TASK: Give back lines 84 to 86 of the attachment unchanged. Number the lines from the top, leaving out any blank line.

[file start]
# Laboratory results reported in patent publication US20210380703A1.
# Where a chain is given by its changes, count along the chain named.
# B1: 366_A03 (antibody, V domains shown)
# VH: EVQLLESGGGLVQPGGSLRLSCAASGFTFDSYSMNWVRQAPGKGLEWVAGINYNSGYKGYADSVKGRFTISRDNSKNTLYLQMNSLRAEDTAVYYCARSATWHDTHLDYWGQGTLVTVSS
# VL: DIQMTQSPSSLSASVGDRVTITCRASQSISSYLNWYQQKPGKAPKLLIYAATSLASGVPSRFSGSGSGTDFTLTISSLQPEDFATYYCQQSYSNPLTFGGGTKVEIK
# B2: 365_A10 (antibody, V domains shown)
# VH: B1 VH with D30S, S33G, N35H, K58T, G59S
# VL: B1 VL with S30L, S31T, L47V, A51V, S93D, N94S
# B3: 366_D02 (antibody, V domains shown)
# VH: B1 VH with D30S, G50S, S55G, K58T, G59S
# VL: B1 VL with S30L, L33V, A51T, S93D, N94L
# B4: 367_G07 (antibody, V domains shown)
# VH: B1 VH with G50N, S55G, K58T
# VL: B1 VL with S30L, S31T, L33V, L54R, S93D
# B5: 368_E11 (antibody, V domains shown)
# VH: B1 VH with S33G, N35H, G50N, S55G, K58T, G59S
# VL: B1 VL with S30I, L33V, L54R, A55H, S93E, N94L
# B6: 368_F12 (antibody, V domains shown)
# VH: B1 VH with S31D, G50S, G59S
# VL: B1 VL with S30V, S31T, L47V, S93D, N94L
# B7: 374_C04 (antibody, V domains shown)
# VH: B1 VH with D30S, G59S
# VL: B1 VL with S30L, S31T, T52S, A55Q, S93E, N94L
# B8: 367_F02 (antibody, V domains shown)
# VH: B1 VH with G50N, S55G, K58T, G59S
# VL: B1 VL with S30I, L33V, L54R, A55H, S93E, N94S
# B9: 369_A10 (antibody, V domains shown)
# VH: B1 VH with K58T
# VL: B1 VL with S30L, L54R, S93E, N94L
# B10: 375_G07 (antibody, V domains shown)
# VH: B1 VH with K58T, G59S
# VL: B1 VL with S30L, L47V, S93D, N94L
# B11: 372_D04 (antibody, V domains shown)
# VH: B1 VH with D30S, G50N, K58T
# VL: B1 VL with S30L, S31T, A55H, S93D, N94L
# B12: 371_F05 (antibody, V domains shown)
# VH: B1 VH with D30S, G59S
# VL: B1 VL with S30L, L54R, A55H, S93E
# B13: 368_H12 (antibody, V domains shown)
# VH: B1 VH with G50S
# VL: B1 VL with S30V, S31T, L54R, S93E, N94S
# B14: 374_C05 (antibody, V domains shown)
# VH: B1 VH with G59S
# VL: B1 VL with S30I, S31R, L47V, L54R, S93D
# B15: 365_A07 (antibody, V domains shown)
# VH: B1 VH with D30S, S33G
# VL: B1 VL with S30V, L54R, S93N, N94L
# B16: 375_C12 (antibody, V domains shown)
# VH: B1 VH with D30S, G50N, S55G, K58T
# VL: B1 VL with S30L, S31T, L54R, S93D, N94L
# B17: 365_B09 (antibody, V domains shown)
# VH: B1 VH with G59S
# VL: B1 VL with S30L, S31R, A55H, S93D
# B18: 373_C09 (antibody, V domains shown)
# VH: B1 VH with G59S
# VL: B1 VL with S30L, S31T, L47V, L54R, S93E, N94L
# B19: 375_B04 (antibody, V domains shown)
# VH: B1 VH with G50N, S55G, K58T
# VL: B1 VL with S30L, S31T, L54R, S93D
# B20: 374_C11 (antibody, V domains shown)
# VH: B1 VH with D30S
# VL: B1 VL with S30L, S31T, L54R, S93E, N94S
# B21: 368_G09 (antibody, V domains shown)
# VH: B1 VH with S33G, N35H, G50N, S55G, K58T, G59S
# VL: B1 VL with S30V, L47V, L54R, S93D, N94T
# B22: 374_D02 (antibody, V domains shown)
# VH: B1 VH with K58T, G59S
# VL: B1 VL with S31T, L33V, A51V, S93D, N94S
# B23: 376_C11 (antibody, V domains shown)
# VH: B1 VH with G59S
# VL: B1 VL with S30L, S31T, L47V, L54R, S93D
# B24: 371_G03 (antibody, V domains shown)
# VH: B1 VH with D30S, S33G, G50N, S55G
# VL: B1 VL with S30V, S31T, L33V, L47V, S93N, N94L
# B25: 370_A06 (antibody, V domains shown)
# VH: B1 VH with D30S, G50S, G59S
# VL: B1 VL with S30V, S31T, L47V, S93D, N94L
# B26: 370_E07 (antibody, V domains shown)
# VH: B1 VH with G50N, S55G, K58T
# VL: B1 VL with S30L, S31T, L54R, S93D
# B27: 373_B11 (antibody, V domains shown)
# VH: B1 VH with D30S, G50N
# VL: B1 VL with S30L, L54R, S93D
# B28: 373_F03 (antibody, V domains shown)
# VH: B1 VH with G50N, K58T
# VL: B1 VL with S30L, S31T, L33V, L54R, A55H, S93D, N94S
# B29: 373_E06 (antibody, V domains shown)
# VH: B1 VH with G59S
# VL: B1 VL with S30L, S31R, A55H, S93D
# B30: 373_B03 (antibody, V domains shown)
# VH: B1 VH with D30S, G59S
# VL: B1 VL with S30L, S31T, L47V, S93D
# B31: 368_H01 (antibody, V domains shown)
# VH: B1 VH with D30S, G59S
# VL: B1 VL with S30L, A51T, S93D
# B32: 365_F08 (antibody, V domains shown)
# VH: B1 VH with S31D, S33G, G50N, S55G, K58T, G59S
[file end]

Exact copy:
# B28: 373_F03 (antibody, V domains shown)
# VH: B1 VH with G50N, K58T
# VL: B1 VL with S30L, S31T, L33V, L54R, A55H, S93D, N94S